Let us say this as loud as one can in pixels: You can be a great parent AND not have your eyes on your kids every. single. second.
This a truth we hold to be self-evident. But some in our judgmental, fearmongering culture do not, which explains these stories:
- When JaNay Dodson’s son was picked up seven minutes late from school a few months back, the principal called Chicago’s Child Protective Services. Two days later the boy was pulled out of class and interrogated by a caseworker. Then the caseworker showed up at the child’s home to investigate JaNay.
- Vanessa People’s toddler wandered away from a family picnic in Aurora, Colo. He was swiftly recovered, but a passerby called the cops. A month later, when the authorities came for a home visit and Vanessa didn’t hear them knock, they entered her house, guns drawn. (Then it got worse.)
- For three days over summer vacation, South Carolina’s Debra Harrell let her 9-year-old play at a nearby sprinkler park while she worked her shift at McDonald’s. A woman asked the girl where her mom was, and upon learning she was at work, called 911. The police threw Debra in jail overnight. She lost custody of her daughter for 17 days. (Watch the interrogation.)
At Let Grow, these stories make us ill. We are working to make it easy, normal and legal for parents to give their kids some independence – by choice or necessity.
Unfortunately, across the economic spectrum, “helicopter parenting” has become the gold standard. This hurts kids – they NEED some independence to develop resourcefulness and resilience. And it hurts parents – especially single moms. They feel guilty for not being ever-present. And they feel afraid of being accused of neglect: 37% of U.S. children will be visited by child protective services. For African-American kids, that number is 53%.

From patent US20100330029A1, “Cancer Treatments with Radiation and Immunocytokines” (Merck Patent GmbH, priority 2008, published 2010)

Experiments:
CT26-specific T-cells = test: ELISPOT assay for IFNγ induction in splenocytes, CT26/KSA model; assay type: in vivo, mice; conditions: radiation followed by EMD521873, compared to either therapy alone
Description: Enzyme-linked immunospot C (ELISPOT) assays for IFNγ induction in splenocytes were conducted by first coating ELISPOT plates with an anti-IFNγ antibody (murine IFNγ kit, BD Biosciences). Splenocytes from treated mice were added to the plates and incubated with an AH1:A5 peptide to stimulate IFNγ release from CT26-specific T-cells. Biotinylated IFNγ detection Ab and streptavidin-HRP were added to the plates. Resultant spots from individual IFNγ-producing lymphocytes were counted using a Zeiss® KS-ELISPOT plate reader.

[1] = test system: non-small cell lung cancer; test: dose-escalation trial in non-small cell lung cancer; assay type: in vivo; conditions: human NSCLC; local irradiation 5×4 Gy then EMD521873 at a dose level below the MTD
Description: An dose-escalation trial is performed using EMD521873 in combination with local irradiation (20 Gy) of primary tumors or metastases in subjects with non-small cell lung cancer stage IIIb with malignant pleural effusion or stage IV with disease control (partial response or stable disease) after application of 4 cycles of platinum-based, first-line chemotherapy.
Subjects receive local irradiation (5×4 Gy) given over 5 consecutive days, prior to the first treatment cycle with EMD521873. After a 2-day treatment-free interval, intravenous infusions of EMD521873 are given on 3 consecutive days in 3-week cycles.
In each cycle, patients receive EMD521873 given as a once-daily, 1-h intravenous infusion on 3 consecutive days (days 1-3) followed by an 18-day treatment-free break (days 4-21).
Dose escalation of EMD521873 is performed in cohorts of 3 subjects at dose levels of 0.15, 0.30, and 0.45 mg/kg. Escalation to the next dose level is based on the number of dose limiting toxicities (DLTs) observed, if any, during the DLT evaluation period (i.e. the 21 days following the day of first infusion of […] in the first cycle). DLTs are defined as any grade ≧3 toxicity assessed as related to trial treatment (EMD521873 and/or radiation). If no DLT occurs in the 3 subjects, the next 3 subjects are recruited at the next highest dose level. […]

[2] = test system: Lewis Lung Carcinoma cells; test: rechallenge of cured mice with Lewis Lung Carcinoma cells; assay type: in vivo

We’re fighting to renormalize the idea of kids doing some things on their own. That means decriminalizing and even celebrating the parents who trust their kids with some old-fashioned responsibility and independence.
How to make the neglect laws less tough on single moms
If you’d like to take a look at your local neglect laws, click here to see them, state by state. And if you’d like to help Let Grow’s efforts to make sure reasonable independence is not against the law, here’s our advocacy page and our donation page.
We believe in parents, we believe in kids, and we believe that whether you’re giving your children some independence by choice OR BY NECESSITY (for instance, if you can’t afford loads of child care, or you work two jobs), the law should be on your side unless you’re putting your kids in obvious and likely harm.
Most parents know and love their kids better than random strangers! That includes knowing when they can handle a little independence.